The diagram (taken from the official documentation) below shows all the components needed for the Object Service Extension including the traffic flows. vCloud Director 9.1 and newer is supported. Next to the vCloud Director cells you will need to deploy one or more (for HA and scalability) RHEL/CentOS/Oracle Linux VM nodes (dark green in the picture) that will run the Object Storage Extension service that is provided is RPM package. These VMs are essentially stateless and persist all their data in PostgreSQL DB. This could be vCloud Director external PostgreSQL DB (if possible) or a dedicated database just for the Object Storage Extension.

The service needs its own public IP address as it runs (by default) on port 443. S3 API clients or the vCloud Director UI plugin will access this endpoint. vCloud API extensibility is not used, but vCloud Director HTML 5 UI extensibility is.

The extension VM nodes need to have access to vCloud API endpoint for user authentication and for the vApp/Catalog import/export functionality. Additionally they will need fast access to the underlying object storage platform (in our case Cloudian HyperStore). Cloudian HyperStore is fully distributed with a minimum supported deployment of three (fully equivalent) storage nodes and scales essentially indefinitely. Each storage node also provides UI/API functionality. Fast L4 load balancing should be used to forward the extension calls to all storage nodes. Multiple APIs (S3, IAM and Admin) each running on separate TCP port need to be accessed as well as Cloudian Management Console for the Provider UI plugin redirection (this is the only service that needs to be set up with sticky sessions).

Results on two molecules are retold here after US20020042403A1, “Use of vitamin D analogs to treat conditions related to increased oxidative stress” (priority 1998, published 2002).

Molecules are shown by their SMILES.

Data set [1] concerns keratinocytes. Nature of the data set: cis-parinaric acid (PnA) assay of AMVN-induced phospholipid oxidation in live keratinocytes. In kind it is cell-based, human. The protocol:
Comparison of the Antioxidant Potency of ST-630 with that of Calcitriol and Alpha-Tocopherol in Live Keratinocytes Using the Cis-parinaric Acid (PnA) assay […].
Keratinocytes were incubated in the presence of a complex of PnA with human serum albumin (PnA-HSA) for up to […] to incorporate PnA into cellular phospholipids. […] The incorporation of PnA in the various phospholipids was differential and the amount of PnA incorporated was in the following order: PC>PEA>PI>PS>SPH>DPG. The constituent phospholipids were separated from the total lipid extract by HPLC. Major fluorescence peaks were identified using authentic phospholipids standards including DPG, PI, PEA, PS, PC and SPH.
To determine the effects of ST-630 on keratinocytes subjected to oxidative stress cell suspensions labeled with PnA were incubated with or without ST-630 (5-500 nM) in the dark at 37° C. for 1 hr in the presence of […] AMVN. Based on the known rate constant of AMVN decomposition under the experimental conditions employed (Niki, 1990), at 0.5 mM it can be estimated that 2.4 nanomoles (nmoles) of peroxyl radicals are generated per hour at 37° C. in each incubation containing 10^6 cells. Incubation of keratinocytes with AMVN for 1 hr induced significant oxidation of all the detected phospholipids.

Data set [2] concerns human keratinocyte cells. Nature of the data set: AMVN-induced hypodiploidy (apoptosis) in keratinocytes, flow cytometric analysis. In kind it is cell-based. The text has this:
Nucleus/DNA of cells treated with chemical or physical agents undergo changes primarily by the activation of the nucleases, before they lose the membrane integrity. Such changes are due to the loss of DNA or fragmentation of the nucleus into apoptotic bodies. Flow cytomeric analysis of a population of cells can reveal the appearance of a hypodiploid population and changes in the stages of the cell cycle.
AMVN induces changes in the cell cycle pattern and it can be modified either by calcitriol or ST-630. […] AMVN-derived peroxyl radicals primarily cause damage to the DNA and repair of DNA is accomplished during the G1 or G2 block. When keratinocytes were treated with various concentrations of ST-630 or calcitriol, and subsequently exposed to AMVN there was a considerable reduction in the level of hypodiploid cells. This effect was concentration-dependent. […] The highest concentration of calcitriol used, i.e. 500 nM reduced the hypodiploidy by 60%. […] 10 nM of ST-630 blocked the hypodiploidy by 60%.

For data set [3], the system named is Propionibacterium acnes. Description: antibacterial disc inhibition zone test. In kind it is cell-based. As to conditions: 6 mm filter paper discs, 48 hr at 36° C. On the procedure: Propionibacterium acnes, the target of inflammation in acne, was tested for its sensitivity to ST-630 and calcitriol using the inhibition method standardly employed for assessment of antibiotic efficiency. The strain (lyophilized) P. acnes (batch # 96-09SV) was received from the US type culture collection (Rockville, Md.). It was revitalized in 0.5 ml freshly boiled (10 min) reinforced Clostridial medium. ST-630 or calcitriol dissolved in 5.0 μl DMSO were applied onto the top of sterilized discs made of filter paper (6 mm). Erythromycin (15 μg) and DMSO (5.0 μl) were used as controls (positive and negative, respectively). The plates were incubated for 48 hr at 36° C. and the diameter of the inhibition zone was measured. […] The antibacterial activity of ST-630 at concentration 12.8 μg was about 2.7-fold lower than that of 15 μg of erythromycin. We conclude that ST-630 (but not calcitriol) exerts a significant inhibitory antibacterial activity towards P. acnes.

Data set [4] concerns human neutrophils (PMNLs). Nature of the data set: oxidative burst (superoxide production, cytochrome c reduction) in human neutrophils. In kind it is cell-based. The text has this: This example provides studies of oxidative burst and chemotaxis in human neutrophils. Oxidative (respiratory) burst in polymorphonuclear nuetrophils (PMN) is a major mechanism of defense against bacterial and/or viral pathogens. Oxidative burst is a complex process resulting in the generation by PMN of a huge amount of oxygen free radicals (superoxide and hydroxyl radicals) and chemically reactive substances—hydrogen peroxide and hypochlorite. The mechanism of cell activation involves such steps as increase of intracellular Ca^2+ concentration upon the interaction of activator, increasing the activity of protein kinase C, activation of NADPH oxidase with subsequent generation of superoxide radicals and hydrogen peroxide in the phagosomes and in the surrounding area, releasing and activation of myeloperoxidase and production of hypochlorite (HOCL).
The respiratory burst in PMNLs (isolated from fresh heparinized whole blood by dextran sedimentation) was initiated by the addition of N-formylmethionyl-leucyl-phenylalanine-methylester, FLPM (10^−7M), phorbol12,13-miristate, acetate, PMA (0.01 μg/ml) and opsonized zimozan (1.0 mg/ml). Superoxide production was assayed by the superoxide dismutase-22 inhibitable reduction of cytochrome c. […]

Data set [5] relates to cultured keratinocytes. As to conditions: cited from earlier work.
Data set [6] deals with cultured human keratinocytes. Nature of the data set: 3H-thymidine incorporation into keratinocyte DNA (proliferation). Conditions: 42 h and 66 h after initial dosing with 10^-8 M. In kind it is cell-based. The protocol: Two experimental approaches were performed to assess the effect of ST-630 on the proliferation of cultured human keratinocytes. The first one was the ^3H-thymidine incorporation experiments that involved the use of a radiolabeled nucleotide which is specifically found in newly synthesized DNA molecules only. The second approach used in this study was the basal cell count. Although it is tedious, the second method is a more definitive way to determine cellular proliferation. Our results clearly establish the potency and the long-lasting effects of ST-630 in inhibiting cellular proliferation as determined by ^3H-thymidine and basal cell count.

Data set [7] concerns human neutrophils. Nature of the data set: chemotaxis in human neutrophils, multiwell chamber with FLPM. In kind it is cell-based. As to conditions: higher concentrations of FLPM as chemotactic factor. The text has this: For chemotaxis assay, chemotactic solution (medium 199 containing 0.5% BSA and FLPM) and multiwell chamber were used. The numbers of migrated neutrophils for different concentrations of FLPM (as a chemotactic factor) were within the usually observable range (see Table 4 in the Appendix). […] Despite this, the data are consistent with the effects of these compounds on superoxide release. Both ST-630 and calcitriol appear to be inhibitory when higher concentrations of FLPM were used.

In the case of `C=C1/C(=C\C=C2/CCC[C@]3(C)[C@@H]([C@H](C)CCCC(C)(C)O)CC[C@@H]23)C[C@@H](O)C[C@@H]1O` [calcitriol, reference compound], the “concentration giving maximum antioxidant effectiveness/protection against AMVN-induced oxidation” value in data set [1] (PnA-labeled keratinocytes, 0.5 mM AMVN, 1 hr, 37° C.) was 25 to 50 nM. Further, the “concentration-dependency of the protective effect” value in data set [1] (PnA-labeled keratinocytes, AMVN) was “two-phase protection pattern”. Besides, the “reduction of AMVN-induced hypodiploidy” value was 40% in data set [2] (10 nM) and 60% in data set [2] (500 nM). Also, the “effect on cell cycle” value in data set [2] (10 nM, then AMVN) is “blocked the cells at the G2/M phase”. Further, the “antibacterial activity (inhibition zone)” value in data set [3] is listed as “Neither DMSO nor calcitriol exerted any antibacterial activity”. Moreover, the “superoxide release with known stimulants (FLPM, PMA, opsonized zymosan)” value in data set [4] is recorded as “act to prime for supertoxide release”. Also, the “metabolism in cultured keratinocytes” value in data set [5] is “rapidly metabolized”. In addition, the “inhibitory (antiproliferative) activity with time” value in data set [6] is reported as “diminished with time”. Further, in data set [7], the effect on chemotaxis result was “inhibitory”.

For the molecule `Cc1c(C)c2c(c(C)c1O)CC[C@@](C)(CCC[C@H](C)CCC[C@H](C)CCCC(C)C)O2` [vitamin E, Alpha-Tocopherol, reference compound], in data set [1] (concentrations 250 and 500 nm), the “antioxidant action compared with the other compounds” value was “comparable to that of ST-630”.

As can be seen the Object Storage Extension is in the datapath of the object transfers that are persisted on the storage nodes. The overhead is less than 10% when compared to accessing Cloudian directly (with TLS sessions) however the extension nodes must be sized properly (it is a CPU intensive workload) so they do not become a bottleneck. Both scale-out and scale-up options are possible.

The Cloudian HyperStore storage nodes can be deployed in three different configurations. For small environments or testing it can be deployed as virtual appliance running on vSphere (CentOS + HyperStore binary) leveraging shared (more expensive) or local disk storage (HyperStore replicates objects across storage nodes so it does not need highly available shared storage). Another options are to deploy Cloudian Hyperstore on dedicated bare metal hardware or to purchase hardware appliances directly from Cloudian. It is up to service provider to decide which form factor to use to tailor the deployment for their particular use case.


As this is a new product VMware is keen on collecting feedback from vCloud Director service providers on which additional storage platforms and new features should be added in the next version. You can engage with the product team via the VMware Communities website.